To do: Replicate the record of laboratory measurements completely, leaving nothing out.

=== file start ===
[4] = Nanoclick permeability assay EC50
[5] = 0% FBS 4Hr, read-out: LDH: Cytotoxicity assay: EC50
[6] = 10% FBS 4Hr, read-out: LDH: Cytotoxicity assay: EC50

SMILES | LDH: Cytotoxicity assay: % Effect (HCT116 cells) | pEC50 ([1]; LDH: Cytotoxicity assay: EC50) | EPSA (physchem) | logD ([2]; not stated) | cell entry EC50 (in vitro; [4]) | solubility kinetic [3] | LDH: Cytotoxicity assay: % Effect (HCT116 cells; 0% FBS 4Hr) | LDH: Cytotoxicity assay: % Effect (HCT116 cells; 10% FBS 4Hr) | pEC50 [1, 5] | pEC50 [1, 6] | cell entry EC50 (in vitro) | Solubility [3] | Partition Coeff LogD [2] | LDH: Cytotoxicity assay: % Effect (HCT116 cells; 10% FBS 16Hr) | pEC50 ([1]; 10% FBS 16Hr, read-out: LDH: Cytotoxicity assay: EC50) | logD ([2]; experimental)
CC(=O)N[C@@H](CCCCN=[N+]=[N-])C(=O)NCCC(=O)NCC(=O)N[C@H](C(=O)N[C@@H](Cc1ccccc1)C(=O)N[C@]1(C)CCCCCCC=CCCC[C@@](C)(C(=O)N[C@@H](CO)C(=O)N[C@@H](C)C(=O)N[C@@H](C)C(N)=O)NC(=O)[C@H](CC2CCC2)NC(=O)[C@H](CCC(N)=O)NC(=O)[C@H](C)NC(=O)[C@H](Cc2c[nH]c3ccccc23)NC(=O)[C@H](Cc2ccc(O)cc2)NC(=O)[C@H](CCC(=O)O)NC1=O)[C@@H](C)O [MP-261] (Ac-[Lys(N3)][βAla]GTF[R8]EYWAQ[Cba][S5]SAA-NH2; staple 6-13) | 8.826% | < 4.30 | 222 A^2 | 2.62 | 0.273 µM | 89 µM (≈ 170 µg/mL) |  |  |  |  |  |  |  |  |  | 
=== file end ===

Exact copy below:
[4] = Nanoclick permeability assay EC50
[5] = 0% FBS 4Hr, read-out: LDH: Cytotoxicity assay: EC50
[6] = 10% FBS 4Hr, read-out: LDH: Cytotoxicity assay: EC50

SMILES | LDH: Cytotoxicity assay: % Effect (HCT116 cells) | pEC50 ([1]; LDH: Cytotoxicity assay: EC50) | EPSA (physchem) | logD ([2]; not stated) | cell entry EC50 (in vitro; [4]) | solubility kinetic [3] | LDH: Cytotoxicity assay: % Effect (HCT116 cells; 0% FBS 4Hr) | LDH: Cytotoxicity assay: % Effect (HCT116 cells; 10% FBS 4Hr) | pEC50 [1, 5] | pEC50 [1, 6] | cell entry EC50 (in vitro) | Solubility [3] | Partition Coeff LogD [2] | LDH: Cytotoxicity assay: % Effect (HCT116 cells; 10% FBS 16Hr) | pEC50 ([1]; 10% FBS 16Hr, read-out: LDH: Cytotoxicity assay: EC50) | logD ([2]; experimental)
CC(=O)N[C@@H](CCCCN=[N+]=[N-])C(=O)NCCC(=O)NCC(=O)N[C@H](C(=O)N[C@@H](Cc1ccccc1)C(=O)N[C@]1(C)CCCCCCC=CCCC[C@@](C)(C(=O)N[C@@H](CO)C(=O)N[C@@H](C)C(=O)N[C@@H](C)C(N)=O)NC(=O)[C@H](CC2CCC2)NC(=O)[C@H](CCC(N)=O)NC(=O)[C@H](C)NC(=O)[C@H](Cc2c[nH]c3ccccc23)NC(=O)[C@H](Cc2ccc(O)cc2)NC(=O)[C@H](CCC(=O)O)NC1=O)[C@@H](C)O [MP-261] (Ac-[Lys(N3)][βAla]GTF[R8]EYWAQ[Cba][S5]SAA-NH2; staple 6-13) | 8.826% | < 4.30 | 222 A^2 | 2.62 | 0.273 µM | 89 µM (≈ 170 µg/mL) |  |  |  |  |  |  |  |  |  | 